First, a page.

If your head is spinning in an attempt to wrap itself around all the variables in a "drive versus fly" decision, here's some good news: online you can find a number of trip calculators that help you figure it all out. There are calculators for determining your vehicle's mileage, current gasoline prices, airline fares (also known as discount fare sites), and even how a driving trip and an airline flight stack up to one another.

We used a calculator from to help make the "fly or drive" decision for two hypothetical households considering a visit to Orlando, Fla. from their homes in Herndon, Va., during the same week in July. "Tyler" drives a relatively fuel-efficient Ford Focus and is headed south by himself to visit relatives near the Magic Kingdom. The "McGowan" family of five owns a Toyota Highlander SUV and wants to take a family vacation with Mickey and the gang.


For Tyler, it would cost $248 and take about 5 hours to fly, versus $414 and a day and a half on the road if he drove. Interestingly, his CO2 emissions from flying, at 1,184 pounds (537.1 kilograms), are less than if he'd driven the more than 860 miles (1,384 kilometers). Winner: flying.

What about the McGowans? It would take them nearly the same amount of time as Tyler (even though we know kids demand more frequent "bio breaks" -- but work with us, here). Their flying tab would weigh in at a whopping $1,240, versus $832 driving the family SUV and staying a night in a motel. That's more than a $600 savings that could go toward funnel cakes and souvenirs! Winner: driving.

Sometimes the bottom-line dollar figures are so close that it isn't clear which is the better choice. In that case, the decision whether to fly or drive will boil down to very personal preferences. Some people don't mind the lengthy waits, along with all the mandatory scanning, patting and shoe removal that accompany modern-day commercial flying. Others consider the journey itself worthy of savoring, and relish the time in the car with family or friends as a precious opportunity to deepen their bonds. Some thrifty people are willing to spend several extra hours on the road in their quest to "squeeze a dollar 'till it hollers." And yet for others, the speed and convenience of a quick flight are worth paying a bit extra.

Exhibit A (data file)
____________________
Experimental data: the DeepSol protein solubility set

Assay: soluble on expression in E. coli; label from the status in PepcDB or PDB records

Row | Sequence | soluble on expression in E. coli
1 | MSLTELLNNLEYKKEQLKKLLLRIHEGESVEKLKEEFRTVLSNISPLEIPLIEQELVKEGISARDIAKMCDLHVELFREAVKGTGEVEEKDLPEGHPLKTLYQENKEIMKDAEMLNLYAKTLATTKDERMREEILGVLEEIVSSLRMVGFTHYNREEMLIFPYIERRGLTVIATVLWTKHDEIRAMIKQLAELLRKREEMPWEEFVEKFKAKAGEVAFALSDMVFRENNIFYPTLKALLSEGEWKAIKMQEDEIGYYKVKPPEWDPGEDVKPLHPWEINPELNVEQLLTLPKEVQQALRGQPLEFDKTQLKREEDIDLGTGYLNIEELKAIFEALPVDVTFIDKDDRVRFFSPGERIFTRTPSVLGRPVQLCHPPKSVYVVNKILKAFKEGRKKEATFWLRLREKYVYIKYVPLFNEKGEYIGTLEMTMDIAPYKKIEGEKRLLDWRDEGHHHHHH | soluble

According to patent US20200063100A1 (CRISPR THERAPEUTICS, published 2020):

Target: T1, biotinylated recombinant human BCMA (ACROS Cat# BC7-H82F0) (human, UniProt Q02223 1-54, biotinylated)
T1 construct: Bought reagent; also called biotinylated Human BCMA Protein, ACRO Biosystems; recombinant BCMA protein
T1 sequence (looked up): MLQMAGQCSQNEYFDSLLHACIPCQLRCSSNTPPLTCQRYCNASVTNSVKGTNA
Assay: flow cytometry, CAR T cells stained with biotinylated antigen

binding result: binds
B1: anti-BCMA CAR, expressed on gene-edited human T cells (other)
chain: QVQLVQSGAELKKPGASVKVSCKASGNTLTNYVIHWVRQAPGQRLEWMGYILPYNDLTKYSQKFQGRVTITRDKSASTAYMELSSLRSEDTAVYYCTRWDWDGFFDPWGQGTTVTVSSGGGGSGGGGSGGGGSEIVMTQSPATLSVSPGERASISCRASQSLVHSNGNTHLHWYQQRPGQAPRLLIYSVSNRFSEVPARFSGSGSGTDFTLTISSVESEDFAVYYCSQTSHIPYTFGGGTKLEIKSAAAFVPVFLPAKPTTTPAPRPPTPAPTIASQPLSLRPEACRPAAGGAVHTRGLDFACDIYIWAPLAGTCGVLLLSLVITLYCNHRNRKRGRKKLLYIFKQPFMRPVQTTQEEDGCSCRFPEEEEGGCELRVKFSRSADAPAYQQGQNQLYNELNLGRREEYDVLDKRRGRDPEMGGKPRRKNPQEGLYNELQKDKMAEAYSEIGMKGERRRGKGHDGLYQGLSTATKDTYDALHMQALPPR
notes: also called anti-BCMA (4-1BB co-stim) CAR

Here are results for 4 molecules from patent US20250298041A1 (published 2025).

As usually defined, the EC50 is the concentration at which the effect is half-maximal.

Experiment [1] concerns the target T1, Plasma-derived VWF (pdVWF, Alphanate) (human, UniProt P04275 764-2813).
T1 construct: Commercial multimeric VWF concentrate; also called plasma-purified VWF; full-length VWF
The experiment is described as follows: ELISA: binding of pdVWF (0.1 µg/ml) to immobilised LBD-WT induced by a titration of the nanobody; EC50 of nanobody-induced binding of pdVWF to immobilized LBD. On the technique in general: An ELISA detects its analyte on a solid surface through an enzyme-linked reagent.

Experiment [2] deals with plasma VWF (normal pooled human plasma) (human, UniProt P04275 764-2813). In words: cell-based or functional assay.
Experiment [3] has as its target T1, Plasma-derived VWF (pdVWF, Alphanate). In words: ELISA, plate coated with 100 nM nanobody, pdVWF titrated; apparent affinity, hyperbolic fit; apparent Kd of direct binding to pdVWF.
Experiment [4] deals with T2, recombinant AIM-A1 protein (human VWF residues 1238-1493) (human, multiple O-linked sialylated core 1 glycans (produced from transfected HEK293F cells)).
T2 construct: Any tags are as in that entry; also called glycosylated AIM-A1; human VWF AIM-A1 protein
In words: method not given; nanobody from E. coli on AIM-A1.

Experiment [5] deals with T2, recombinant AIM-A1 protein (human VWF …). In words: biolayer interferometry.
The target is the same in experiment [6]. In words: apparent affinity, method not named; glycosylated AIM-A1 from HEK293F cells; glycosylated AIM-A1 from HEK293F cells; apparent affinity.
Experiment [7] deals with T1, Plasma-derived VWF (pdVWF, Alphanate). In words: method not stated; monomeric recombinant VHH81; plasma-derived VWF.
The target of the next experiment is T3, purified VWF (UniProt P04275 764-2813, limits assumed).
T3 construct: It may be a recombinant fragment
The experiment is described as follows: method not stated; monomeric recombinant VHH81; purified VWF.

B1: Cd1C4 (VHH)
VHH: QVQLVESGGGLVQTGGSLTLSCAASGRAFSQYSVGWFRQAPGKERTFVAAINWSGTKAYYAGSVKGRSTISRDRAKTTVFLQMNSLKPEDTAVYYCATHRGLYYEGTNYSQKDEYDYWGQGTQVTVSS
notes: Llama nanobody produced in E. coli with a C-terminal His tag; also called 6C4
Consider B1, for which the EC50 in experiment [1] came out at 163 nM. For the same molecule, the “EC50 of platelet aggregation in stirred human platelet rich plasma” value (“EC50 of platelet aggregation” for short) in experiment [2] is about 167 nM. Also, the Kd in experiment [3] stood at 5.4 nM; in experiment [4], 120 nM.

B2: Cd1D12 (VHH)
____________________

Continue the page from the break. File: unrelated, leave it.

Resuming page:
One last thing -- we've looked at flying versus driving yourself, but don't forget those other over-land travel options -- the bus and the train. Both modes of transit have witnessed notable developments in recent years, including the addition of electrical outlets, Wi-Fi Internet access, and in the case of bus travel, significant fare discounting that could make the economic decision an easy one, depending on the route.

For more information that can help you decide whether to fly or take a road trip, go to the next page.


Lots More Information

Related Articles

  • Christensen, Stephanie Taylor. "Should You Fly or Drive on Your Summer Vacation?" May 12, 2011. (June 30,2011)
  • Lavelle, Marianne. "To Drive or Fly? Top Tools for Choosing." U.S. News & World Report. June 10, 2007. (June 29, 2011)
  • McGee, Bill. "Fly or Drive? We Do the Math." USA Today. June 25, 2008. (July 1, 2011)
  • Osterlind, Janey. "Which Is Cheaper: Flying or Driving?" WiseBread. Sept. 28, 2010. (July 1, 2011)
  • Patten, Zak. "Flying vs. Driving: Which Is Cheaper When Gas Is Pricey?" SmarterTravel. July 14, 2004. (July 1, 2011)
  • Reese, Jennifer. "Driving or Flying? Which Is Faster?" Via (AAA Northern California, Nevada & Utah). November/December 2003. (June 29, 2011)
  • Widzer, Joel. "Summer Vacation: To Fly or Drive?" MSNBC. May 2, 2006. (July 1, 2011)